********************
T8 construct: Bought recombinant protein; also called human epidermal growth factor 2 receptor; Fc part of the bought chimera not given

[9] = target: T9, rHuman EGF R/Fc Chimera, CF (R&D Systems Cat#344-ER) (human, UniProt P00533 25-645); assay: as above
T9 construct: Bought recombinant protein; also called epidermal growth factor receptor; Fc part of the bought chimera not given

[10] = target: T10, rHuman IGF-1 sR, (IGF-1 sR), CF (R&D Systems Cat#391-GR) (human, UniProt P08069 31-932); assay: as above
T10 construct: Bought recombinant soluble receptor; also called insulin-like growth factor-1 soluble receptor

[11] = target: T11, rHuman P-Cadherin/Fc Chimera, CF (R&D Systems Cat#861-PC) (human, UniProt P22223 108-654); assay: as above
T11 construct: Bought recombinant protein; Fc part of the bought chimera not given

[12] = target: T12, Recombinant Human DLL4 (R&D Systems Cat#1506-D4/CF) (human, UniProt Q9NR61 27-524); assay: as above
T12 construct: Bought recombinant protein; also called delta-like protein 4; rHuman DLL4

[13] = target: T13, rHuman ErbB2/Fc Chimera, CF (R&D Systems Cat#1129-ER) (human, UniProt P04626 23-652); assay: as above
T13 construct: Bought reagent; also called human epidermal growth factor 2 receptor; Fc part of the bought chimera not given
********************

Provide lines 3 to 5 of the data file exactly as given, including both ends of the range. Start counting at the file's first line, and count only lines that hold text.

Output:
T9 construct: Bought recombinant protein; also called epidermal growth factor receptor; Fc part of the bought chimera not given

[10] = target: T10, rHuman IGF-1 sR, (IGF-1 sR), CF (R&D Systems Cat#391-GR) (human, UniProt P08069 31-932); assay: as above
T10 construct: Bought recombinant soluble receptor; also called insulin-like growth factor-1 soluble receptor